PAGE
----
My voice in pictures. A participatory research method that uses photography to give children and youth the opportunity to express themselves on social issues and public decisions that affect them. Here, “No snack, no break.” “Adults, you can help those kids who don’t have everything they like, encourage them to go on with their lives without wanting the things other people have. And help them. Be more towards the kids and don’t have your little coffee on the break.”
Sylvia Garcia Delahaye and Lavinia Johnson
Accounts of the Episcopate of Basel 1458-1474.
Thin layer chromatography during the synthesis of fluorophores. A technique for spatially separating the components of a mixture.
The 2023 SNSF Science Photo Contest has announced its winners. The nineteen award-winning works reveal science’s small coincidences and offer new perspectives on the world around us.
The transparent frog belly, the vet’s tender gesture, the unlikely symbiosis of bees and electronic circuits, the hypnotic disturbances: the jury’s selection for the 2023 FNS Science Photo Contest highlights diverse science ranging from the high-tech to the human, from the physical world to the biological world. The jury awarded four first prizes and 15 prizes, which was a record. Since 2017, the Swiss National Science Foundation (SNSF) competition has invited researchers working in Switzerland to show the everyday life of research in a new light. 435 works were submitted this year.
The Videos category is won by visualizing turbulence around the wing of an aircraft. Directed by Cyprien de Sepibus, PhD student at HES-SO and EPFL University of Landscape, Engineering and Architecture of Geneva, the film “magically makes the invisible visible,” leading us “from the physical world into a vaporous outpouring of virtual appearance,” the jury writes.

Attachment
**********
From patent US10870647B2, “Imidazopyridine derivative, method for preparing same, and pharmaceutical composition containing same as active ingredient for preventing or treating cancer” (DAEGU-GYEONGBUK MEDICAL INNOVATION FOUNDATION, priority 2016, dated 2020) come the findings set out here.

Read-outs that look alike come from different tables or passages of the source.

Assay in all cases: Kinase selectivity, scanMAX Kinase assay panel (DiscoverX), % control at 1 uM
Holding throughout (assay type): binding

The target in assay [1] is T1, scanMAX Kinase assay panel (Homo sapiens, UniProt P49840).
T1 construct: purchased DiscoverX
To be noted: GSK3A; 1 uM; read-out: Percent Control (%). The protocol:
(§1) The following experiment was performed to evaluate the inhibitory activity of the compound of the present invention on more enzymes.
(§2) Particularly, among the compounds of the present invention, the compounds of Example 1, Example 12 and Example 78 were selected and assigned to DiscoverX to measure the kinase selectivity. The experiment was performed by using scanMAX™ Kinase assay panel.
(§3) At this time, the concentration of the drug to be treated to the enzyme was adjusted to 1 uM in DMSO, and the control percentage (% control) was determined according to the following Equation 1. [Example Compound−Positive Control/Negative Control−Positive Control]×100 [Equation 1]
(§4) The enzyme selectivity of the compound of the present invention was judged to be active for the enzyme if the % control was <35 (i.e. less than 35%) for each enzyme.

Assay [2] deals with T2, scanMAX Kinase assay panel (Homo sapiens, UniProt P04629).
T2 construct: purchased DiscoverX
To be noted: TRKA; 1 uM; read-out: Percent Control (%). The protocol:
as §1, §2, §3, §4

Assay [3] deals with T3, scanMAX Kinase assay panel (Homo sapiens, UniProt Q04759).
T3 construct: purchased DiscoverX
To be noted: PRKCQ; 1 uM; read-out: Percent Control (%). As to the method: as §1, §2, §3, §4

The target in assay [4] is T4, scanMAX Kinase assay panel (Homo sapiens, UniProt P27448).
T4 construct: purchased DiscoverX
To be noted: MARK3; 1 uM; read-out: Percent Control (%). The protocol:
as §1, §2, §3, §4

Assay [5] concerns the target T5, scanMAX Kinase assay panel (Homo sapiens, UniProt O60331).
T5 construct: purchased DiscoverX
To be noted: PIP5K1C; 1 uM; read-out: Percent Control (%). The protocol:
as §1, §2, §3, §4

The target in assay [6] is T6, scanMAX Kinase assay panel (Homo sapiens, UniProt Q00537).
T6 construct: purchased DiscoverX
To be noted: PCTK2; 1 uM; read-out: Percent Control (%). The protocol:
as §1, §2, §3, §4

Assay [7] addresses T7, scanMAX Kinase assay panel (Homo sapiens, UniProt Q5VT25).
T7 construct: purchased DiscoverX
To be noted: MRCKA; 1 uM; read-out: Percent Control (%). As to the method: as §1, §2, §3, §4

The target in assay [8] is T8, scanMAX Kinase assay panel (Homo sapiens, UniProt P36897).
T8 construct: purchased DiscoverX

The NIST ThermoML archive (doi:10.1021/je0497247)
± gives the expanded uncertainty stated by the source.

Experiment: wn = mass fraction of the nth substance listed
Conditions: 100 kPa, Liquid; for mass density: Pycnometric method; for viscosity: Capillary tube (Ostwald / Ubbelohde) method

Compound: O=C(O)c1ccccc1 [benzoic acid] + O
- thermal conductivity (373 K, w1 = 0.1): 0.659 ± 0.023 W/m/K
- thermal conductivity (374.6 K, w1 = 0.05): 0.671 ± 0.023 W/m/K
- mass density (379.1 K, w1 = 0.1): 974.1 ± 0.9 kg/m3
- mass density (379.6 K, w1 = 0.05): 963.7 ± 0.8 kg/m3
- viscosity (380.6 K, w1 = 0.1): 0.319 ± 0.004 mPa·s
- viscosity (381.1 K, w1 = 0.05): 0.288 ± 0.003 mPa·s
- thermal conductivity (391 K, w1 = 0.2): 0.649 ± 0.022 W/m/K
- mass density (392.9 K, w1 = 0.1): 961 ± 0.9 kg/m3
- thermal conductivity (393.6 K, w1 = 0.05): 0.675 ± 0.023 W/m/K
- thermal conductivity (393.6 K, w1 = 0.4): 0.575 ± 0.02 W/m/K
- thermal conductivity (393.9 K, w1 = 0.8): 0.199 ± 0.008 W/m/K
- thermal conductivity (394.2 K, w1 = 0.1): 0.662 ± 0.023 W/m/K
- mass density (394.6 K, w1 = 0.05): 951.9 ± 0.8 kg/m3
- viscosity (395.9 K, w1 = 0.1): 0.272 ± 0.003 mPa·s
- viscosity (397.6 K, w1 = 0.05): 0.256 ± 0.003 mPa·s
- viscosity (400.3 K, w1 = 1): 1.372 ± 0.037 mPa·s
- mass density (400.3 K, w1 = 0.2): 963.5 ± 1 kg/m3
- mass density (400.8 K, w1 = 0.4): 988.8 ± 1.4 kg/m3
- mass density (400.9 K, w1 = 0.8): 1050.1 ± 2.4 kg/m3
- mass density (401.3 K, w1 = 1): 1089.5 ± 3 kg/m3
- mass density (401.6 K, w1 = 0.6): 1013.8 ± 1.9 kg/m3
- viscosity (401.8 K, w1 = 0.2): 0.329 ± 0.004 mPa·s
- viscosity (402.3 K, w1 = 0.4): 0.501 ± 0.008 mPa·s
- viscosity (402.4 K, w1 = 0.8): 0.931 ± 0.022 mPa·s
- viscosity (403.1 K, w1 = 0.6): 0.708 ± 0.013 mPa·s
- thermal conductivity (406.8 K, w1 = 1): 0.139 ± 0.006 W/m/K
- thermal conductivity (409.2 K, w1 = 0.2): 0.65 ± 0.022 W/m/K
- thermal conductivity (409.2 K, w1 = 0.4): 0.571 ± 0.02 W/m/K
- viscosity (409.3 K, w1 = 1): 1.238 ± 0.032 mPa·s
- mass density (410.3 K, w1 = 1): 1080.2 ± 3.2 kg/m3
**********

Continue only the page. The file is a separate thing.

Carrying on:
Visualize turbulence around the wing of an aircraft
Cyprian of Sepibus
The jury also awarded fifteen distinctions which include a representation of exclusion by children, an abstract artwork resulting from a chemical analysis, a stunning visualization of the cerebrospinal fluid around the optic nerve or even a weighing of the past put on stage through an archival work.
Nearly 2,800 photos and videos are available for free
a Online gallery It provides free access to all of the images submitted to the competition to date, approximately 2,800 works. The winning photos and videos of the 2023 edition can be discovered at the Biel Photographic Days exhibition from 5 to 28 May 2023 and in particular during a guided tour shown on 27 May 2023.
“The competition offers a sobering, rich and diverse view of what research is today,” comments Matthias Egger, Chair of the National Research Council of the Swiss National Science Foundation. Of the grantees, half are young people with doctoral degrees, half are women, and the other half have come to Switzerland from abroad. These numbers clearly reflect the dynamism and diversity of the next generation of scientists.”
“Music guru. Incurable web practitioner. Thinker. Lifelong zombie junkie. Tv buff. Typical organizer. Evil beer scholar.”
Brisak. Mari Barocco at Santamaría Cultural Space